The Arizona State football team belongs to a fraternity whose membership decreases with each passing week, and some of the Sun Devils sound surprised that they are still included in the roll call.
There are 11 unbeaten teams remaining in the Division I bowl subdivision. Southern California, Oklahoma and defending national champion Florida are not among them. ASU is, thanks to its 23-20 comeback victory at Washington State on Saturday.
“Sometimes, you don’t know how you got there,” first-year coach Dennis Erickson said. “All of a sudden, you look and you’re 6-0. It’s really the old cliche of taking it one game at a time. That’s the thing with this team.
“Am I surprised we’re 6-0? Whenever you’re 6-0, you’re somewhat surprised. You just keep battling, and you try to get No. 7 next week.”
Erickson’s team is ranked 14th by The Associated Press, 13th by USA Today (coaches) and 14th by Harris Interactive. The first Bowl Championship Series standings will be released on Sunday, and the Sun Devils figure to be included for the first time since 2004.
There are a lot of unlikely schools among the list of unbeatens: ASU, Boston College, California, Cincinnati, Connecticut, Hawaii, Kansas, Louisiana State, Missouri, Ohio State and South Florida. That is as good indicator of how crazy this season has been.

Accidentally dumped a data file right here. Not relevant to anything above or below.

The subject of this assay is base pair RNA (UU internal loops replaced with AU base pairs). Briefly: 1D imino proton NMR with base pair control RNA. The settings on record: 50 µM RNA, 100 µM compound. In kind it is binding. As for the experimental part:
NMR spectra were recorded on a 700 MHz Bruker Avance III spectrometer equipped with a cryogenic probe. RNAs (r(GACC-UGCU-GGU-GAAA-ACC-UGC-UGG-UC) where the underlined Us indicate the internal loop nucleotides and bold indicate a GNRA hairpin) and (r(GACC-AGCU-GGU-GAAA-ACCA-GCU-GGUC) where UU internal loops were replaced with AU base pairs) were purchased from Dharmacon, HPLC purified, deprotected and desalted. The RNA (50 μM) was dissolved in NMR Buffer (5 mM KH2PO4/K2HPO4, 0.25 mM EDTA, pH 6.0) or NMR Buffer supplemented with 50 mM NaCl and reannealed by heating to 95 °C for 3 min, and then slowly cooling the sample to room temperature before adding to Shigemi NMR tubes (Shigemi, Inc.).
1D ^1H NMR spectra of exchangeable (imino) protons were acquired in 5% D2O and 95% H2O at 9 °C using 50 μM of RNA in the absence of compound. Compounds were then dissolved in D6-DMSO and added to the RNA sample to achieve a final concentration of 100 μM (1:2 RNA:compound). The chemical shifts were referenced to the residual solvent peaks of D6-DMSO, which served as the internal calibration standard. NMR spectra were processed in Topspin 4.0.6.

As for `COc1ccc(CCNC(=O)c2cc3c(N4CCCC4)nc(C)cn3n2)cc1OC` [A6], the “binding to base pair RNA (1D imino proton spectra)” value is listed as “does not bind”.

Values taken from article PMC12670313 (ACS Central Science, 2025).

The latest news of the weird came on Saturday, when 40-point underdog Stanford — a 41-3 loser to the Sun Devils the week before and playing without its starting quarterback — stunned USC, 24-23.
USC-Cal on Nov. 10 will not be a showdown of conference unbeatens, but the Cal-ASU game on Oct. 27 could be.
ASU must first get by Washington this week, the first game of a second-half schedule that should be more rigorous than the first.
The combined record of ASU’s first six opponents: 15-19. Among the next six foes, which have a mark of 21-11, are three top-10 teams — Cal, Oregon and USC — and the annual date with Arizona, where anything can happen.
“I never thought we’d be 6-0, but we’ve taken care of the teams we had to take care of,” wide receiver Chris McGaha said. “We’ve played well, but we’ve got some tough ones coming up.”
ASU might be surprised at its record, but cornerback Justin Tryon said that the team is not satisfied.
“Of course, we want to get better. We need to,” Tryon said. “The coaches prescribe perfection for us. Every week, perfection.”
SUN DEVILS FOLLOW-UP
• The sacks keep piling up for Arizona State — 17 in the past three games, including seven on Saturday at Washington State — but the problems run deeper than the performance of the offensive line.
Yes, the front five continue to underperform, and coach Dennis Erickson said that more changes could be made this week. However, another factor is the failure of quarterback Rudy Carpenter to get rid of the ball at times.
“Sometimes he does,” Erickson said. “I don’t think that makes him different from any other quarterback. Does he do it all the time? No.”
Added Erickson: “We’re not executing as we need to as a whole offense.”